After speaking with her on the phone, I decided to do some light research. Within 5 minutes, I found a post on PurseForum indicating that JP Marant was indeed a fraudulent business and that my poor client had, indeed, gotten royally scammed.
So, the main question here is, how can you avoid getting scammed when buying luxury handbags online?
- Research your seller
Ever wonder where else you could use those amazing stalker skills you’ve mastered on your ex’s social media? Nowadays, you can get as much information, if not more, about a seller or a business through the internet than by meeting a seller face-to-face. Type the name of the seller or the name of the business on Google, Facebook, Instagram, Linkedin, and Purseforum. Chances are if your seller is a scammer, someone documented it online. If the business has a Facebook page, look for their reviews. If they have a website, see if they have some measure of security in place, be it from Sift or another company. Don’t let the number of Likes fool you since those can easily be bought out or acquired through ads. Comments and reviews, however, are much harder to fake, due to the fact that in a matter of clicks you can get a clear idea of whether those followers that are commenting are real or not.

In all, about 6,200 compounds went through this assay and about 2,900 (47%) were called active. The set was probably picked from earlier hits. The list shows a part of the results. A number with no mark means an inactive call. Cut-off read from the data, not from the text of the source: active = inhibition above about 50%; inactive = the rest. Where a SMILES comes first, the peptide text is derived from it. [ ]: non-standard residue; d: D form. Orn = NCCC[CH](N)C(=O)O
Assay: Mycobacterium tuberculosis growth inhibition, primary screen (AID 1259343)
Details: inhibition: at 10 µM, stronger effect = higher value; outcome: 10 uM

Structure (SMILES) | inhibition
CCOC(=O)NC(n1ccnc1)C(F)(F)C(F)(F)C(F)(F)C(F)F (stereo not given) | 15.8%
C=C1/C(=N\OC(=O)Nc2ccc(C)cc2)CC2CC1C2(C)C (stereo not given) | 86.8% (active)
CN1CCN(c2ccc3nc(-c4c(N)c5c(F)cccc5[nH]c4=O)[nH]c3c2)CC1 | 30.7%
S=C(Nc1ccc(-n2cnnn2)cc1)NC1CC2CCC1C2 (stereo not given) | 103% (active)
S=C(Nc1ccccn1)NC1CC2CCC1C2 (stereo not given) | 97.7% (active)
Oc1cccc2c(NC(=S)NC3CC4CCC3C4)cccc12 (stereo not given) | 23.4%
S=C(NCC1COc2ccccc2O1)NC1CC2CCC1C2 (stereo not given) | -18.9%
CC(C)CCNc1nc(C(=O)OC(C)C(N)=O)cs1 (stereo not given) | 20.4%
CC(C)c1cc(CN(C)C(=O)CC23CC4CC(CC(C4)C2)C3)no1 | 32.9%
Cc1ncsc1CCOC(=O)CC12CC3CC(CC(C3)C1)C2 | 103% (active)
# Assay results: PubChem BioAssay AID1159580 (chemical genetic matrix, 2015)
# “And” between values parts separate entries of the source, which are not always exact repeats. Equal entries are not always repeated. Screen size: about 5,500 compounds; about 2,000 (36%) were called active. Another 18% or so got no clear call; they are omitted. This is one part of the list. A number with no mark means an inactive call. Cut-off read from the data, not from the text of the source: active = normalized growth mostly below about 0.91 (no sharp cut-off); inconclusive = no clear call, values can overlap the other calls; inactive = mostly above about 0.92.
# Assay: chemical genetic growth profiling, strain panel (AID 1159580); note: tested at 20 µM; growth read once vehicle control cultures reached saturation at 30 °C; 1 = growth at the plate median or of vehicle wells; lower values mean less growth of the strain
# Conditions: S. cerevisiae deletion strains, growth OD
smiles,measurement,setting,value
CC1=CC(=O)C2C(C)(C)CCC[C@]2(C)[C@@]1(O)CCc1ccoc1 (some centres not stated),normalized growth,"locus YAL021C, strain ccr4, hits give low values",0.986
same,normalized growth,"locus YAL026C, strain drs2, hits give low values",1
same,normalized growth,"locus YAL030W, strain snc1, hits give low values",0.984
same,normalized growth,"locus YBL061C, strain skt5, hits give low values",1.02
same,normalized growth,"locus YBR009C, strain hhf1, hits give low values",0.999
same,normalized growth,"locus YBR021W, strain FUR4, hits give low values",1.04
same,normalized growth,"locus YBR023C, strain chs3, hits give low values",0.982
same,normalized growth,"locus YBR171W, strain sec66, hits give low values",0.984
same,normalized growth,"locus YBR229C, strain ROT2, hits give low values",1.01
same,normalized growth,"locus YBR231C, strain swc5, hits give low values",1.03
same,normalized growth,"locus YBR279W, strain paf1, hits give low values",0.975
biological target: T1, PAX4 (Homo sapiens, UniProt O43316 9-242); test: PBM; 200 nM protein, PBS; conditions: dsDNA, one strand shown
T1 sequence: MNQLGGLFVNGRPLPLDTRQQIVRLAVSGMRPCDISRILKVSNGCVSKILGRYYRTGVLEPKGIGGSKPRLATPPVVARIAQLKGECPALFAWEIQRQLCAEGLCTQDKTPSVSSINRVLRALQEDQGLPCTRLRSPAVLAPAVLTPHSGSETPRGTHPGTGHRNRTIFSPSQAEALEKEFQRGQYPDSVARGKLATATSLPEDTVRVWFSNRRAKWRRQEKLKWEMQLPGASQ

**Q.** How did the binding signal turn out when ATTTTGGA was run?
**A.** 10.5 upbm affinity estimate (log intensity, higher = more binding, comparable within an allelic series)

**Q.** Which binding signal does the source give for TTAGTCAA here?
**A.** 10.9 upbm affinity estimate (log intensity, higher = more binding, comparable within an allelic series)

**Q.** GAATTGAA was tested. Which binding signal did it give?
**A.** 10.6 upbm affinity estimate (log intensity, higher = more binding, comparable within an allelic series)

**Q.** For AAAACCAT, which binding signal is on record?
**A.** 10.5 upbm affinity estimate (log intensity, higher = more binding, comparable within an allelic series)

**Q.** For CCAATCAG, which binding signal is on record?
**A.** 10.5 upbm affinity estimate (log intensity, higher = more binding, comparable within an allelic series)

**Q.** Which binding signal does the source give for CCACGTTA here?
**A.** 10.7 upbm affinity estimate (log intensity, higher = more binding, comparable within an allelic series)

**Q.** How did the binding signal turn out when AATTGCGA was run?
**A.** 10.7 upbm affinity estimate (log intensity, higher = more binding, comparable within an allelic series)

- Engage in conversation
Talk to the buyer – try to get a feeling of the person you’re talking to. Does this sound like someone who is knowledgeable about the products they are selling? Does the person sound professional and detailed in their answers? Ask yourself if the conversation reflects the person or business you’re dealing with. For example, if the person is called Amber Jones, can she write and spell English words properly and does she sound like a woman?
- Be open, be bold, be shameless